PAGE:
I’m sure when the name Kevin Gilbride gets mentioned in Buffalo, most Bills fans start flash backing to an offense that looked awesome at first, then quickly went downhill. I know most people will blame a lot of the offensive futility in 2003 on Drew Bledsoe. However, Gilbride was a coach who put his quarterback in situations to fail. He was an offensive coordinator who was hell bent on beating the opposition through the air. He learned that sort of philosophy when he was down in Houston a decade earlier and was the OC for the run and shoot offense. I can remember times during the 2003 season where coaches, fans and even players wondered aloud, “Why aren’t the Bills committed to the run?” I can remember times when the Bills would face a 3rd and 1 and only needed inches to get a first down, yet they elected to pass and disaster would strike. I remeber that exact same scenerio happened against Miami in week 16 and Ruben Brown blew a gasket when Bledsoe got sakced.
What made the question of not running the football more maddening was how the Bills had changed their personnel offensively going into that season. Gone were skilled players like Peerless Price, Jay Riemersma and Larry Centers, and replacing them were Sam Gash at fullback, Josh Reed at wide receiver, and Mark Campbell at tight end. You didn’t have to be an NFL coach to realize that the Bills were being built as a physical team, rather than the finesse team we had watched during the 2002 season. However, during that season, Gilbride didn’t alter his preparations and continued to throw the ball in situations that left Bills fans with puzzled looks on their face. During that season, the Bills averaged 33 pass attempts a game, while ranking 28th in passing, yet, they ran the ball pretty effectively. Travis Henry gained almost 1,400 yards rushing, but the Bills only ranked 20th in rushing attempts. Bottom line: Gilbride’s attitude of being a coach who wanted the offense to be a predominant passing team, cost him his job.
Now to Chan Gailey. Look, I know it’s still early in Gailey’s coaching career with the Bills, but I’m starting to see some trends between he and Gilbride. The Bills have two top backs in Fred Jackson and CJ Spiller, yet, the Bills are ranked 25th in rushing attempts. Over the last three games with Ryan Fitzpatrick as the starter, the Bills have dropped back to pass 97 times. Again, I get that the Bills had to play from behind in those games, but to only give Fred Jackson the football 11 times against Jacksonville? Then you get CJ Spiller touching the ball only 3 times against the Jets? Sorry, but if you were to rank the Bills roster in terms of Madden points, Jackson and Spiller would be ahead of Fitzpatrick. Now, you might be thinking that this is just coincidental with Gailey, but it really isn’t the case. As the offensive coordinator in Kansas City in 2008, the Chiefs were ranked 29th in rushing attempts with Larry Johnson as their feature back, yet, they ranked 9th in passing attempts. Again, at that point, who do you think was a better player, Tyler Thigpen or Larry Johnson? I’m not saying LJ was an awesome player at that time, but he was a better player than Thigpen.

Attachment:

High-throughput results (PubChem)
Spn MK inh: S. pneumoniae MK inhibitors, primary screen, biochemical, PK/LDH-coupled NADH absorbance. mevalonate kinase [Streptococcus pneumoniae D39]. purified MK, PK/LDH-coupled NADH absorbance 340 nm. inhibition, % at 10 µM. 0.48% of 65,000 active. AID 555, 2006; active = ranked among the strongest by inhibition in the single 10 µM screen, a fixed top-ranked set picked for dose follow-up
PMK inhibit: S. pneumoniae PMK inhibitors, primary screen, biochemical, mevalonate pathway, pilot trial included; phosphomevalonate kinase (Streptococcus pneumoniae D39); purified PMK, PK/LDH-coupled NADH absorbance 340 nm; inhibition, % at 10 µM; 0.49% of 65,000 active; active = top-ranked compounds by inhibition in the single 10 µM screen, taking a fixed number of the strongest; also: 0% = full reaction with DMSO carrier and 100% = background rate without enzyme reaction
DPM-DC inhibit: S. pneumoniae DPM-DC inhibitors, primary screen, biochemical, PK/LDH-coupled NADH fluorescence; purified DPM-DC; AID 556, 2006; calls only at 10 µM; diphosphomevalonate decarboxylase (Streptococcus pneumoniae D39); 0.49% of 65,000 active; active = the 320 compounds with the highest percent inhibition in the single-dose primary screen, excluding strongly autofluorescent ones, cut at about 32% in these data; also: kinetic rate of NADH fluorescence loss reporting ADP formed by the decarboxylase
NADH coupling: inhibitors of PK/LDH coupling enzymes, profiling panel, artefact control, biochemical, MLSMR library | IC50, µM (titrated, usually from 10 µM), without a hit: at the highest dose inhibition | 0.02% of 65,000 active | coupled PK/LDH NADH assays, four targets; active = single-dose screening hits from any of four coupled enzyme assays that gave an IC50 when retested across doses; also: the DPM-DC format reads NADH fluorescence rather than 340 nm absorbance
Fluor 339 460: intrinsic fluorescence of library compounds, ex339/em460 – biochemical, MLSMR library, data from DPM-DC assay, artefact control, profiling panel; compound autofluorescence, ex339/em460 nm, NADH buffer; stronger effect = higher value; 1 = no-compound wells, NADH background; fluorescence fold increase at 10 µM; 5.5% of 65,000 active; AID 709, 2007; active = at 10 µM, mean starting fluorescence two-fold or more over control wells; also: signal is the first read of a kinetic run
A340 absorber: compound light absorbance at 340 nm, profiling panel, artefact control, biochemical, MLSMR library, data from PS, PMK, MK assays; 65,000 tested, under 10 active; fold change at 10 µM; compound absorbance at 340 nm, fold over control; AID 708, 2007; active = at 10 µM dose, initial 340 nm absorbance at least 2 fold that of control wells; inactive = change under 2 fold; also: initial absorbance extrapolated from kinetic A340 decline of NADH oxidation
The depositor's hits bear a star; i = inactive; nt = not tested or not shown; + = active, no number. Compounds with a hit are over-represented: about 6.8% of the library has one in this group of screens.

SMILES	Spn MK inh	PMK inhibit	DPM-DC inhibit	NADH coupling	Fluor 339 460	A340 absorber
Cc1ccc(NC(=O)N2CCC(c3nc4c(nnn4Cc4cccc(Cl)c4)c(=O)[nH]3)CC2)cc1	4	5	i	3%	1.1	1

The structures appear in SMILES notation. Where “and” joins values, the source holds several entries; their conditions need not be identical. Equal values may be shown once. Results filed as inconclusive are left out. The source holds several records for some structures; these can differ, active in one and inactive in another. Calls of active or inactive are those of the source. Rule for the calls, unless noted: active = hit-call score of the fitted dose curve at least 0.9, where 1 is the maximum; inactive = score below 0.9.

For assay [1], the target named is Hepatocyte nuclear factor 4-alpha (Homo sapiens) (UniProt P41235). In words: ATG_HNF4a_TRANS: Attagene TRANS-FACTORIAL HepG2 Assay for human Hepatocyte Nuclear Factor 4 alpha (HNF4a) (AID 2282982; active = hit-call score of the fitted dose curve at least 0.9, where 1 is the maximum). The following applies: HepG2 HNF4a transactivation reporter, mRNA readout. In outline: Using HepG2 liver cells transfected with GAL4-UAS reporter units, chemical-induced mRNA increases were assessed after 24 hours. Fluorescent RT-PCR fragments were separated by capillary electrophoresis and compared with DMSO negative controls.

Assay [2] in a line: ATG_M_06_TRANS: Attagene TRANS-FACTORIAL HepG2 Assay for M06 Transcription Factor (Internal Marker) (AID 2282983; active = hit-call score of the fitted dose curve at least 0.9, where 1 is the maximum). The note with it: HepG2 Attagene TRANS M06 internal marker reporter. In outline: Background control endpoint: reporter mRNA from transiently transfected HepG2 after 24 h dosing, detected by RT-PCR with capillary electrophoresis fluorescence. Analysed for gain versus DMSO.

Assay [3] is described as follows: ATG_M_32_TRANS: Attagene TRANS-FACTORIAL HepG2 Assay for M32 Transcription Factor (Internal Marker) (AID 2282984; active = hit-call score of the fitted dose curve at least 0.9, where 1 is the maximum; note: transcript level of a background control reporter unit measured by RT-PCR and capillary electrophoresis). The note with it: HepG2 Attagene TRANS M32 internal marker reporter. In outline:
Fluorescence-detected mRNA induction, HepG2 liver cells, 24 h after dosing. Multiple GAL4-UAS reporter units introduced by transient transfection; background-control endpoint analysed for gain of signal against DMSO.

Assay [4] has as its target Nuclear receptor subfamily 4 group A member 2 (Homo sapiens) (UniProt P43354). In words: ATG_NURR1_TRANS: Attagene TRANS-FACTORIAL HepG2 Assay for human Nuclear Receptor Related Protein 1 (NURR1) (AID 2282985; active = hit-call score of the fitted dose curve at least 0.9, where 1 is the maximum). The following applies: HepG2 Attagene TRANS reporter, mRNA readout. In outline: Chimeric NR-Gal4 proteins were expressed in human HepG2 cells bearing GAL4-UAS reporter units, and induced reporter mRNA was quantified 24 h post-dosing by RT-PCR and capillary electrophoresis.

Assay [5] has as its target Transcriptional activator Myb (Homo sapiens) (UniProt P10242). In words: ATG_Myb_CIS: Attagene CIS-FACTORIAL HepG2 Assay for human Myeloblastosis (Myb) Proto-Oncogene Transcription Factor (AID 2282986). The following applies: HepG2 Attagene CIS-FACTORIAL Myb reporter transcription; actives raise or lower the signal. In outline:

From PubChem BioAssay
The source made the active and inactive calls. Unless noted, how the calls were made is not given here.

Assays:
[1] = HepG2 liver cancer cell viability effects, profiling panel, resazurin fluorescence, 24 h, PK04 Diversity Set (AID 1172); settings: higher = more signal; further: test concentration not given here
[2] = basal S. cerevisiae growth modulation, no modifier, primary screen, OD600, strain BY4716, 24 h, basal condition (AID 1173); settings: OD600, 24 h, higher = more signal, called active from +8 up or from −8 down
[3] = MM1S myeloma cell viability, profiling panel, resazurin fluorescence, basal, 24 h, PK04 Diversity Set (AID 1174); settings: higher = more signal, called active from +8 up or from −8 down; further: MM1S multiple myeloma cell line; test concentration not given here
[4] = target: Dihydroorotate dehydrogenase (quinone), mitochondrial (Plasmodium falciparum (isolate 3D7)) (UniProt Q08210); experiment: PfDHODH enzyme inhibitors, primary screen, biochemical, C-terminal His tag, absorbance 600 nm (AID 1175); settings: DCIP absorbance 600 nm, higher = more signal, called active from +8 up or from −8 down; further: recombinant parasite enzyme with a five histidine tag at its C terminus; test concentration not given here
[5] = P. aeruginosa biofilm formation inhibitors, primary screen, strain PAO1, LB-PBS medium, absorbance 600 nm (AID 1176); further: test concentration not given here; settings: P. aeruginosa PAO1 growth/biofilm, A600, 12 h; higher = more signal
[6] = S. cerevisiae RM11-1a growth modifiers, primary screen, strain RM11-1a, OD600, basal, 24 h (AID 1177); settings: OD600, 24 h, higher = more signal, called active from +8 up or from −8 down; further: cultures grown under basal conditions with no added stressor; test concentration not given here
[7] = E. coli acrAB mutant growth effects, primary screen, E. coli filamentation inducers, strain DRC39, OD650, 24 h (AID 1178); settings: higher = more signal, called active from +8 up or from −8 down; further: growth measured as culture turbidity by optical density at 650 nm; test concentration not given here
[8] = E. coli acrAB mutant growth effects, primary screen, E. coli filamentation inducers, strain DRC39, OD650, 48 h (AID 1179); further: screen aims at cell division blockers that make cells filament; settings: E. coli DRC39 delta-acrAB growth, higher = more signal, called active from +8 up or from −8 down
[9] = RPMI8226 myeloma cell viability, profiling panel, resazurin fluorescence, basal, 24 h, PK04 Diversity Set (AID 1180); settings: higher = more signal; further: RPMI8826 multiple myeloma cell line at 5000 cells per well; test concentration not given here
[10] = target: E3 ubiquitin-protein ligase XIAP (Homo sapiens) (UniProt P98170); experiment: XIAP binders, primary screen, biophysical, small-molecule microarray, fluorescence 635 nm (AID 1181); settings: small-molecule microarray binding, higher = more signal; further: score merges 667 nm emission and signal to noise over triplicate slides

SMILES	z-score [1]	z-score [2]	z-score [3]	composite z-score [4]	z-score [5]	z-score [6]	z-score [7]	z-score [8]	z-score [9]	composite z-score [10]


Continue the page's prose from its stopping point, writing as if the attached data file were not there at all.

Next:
What this all tells me is that Gailey is the type of coach that wants to win games by his methods: The passing game. Now, I’m all for a coach who wants to say “it’s my way or the highway” when it comes to game planning. However, you better have those players to back up your approach. When Mike Martz was in St. Louis and they were winning division titles and going to the Super Bowl 2 out 3 years, it was fine that they were a passing team because Kurt Warner, Issac Bruce and Torry Holt were money in the bank. However, Fitzpatrick and Lee Evans aren’t close to those guys in terms of talent. I think it’s better for a coach to try and use the talent around him to the best of their abilities. Sure, Chan may want his offense to play well in the passing game, but they just don’t have the personnel to drop back 30-35 times a game. It would behove for Gailey to try and establish the run first and then have Fitzpatrick work from the luxury of having a running game that defenses have to respect. On the other side of the coin, running the football would also help the Bills defense stay off the field.
Bottom line: Gailey needs to start looking at his personnel more and stop trying to win games the way he sees fit. Bill Parcells and Bill Belichick would always be the types of coaches who would change philosophies by what their players brought to the table. Kevin Gilbride never understood that when he was in Buffalo and because of that, the Bills offense set records in futility. I don’t think this offense will come close in setting those records, but it would better serve Gailey to have a balanced attack when trying to win football games.